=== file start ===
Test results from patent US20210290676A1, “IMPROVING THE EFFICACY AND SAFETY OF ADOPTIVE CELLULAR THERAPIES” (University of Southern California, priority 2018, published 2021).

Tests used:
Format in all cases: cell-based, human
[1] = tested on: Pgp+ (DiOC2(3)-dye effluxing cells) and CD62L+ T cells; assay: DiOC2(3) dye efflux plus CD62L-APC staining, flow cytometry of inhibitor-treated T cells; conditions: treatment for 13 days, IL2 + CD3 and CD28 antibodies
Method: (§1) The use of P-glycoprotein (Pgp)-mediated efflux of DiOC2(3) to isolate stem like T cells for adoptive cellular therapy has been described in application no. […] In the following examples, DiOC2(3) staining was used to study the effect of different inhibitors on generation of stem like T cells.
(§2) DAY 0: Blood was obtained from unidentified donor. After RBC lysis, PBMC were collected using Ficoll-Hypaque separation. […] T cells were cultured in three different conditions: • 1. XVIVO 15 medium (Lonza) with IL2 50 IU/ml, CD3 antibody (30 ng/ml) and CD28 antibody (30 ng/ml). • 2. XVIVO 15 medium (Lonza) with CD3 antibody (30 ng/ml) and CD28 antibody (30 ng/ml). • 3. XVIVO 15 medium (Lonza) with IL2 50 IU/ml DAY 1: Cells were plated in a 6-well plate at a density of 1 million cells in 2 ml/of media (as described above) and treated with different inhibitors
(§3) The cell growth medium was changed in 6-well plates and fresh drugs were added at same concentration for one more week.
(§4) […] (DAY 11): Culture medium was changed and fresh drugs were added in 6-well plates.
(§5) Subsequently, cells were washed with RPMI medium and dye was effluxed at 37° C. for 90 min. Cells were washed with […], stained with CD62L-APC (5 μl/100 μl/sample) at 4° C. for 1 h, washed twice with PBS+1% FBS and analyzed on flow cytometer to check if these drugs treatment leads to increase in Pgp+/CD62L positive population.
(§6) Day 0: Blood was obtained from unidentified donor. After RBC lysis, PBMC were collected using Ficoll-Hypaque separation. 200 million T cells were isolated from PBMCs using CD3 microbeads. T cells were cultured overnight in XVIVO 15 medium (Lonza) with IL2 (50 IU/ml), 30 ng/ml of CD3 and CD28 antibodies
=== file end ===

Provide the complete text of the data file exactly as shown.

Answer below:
Test results from patent US20210290676A1, “IMPROVING THE EFFICACY AND SAFETY OF ADOPTIVE CELLULAR THERAPIES” (University of Southern California, priority 2018, published 2021).

Tests used:
Format in all cases: cell-based, human
[1] = tested on: Pgp+ (DiOC2(3)-dye effluxing cells) and CD62L+ T cells; assay: DiOC2(3) dye efflux plus CD62L-APC staining, flow cytometry of inhibitor-treated T cells; conditions: treatment for 13 days, IL2 + CD3 and CD28 antibodies
Method: (§1) The use of P-glycoprotein (Pgp)-mediated efflux of DiOC2(3) to isolate stem like T cells for adoptive cellular therapy has been described in application no. […] In the following examples, DiOC2(3) staining was used to study the effect of different inhibitors on generation of stem like T cells.
(§2) DAY 0: Blood was obtained from unidentified donor. After RBC lysis, PBMC were collected using Ficoll-Hypaque separation. […] T cells were cultured in three different conditions: • 1. XVIVO 15 medium (Lonza) with IL2 50 IU/ml, CD3 antibody (30 ng/ml) and CD28 antibody (30 ng/ml). • 2. XVIVO 15 medium (Lonza) with CD3 antibody (30 ng/ml) and CD28 antibody (30 ng/ml). • 3. XVIVO 15 medium (Lonza) with IL2 50 IU/ml DAY 1: Cells were plated in a 6-well plate at a density of 1 million cells in 2 ml/of media (as described above) and treated with different inhibitors
(§3) The cell growth medium was changed in 6-well plates and fresh drugs were added at same concentration for one more week.
(§4) […] (DAY 11): Culture medium was changed and fresh drugs were added in 6-well plates.
(§5) Subsequently, cells were washed with RPMI medium and dye was effluxed at 37° C. for 90 min. Cells were washed with […], stained with CD62L-APC (5 μl/100 μl/sample) at 4° C. for 1 h, washed twice with PBS+1% FBS and analyzed on flow cytometer to check if these drugs treatment leads to increase in Pgp+/CD62L positive population.
(§6) Day 0: Blood was obtained from unidentified donor. After RBC lysis, PBMC were collected using Ficoll-Hypaque separation. 200 million T cells were isolated from PBMCs using CD3 microbeads. T cells were cultured overnight in XVIVO 15 medium (Lonza) with IL2 (50 IU/ml), 30 ng/ml of CD3 and CD28 antibodies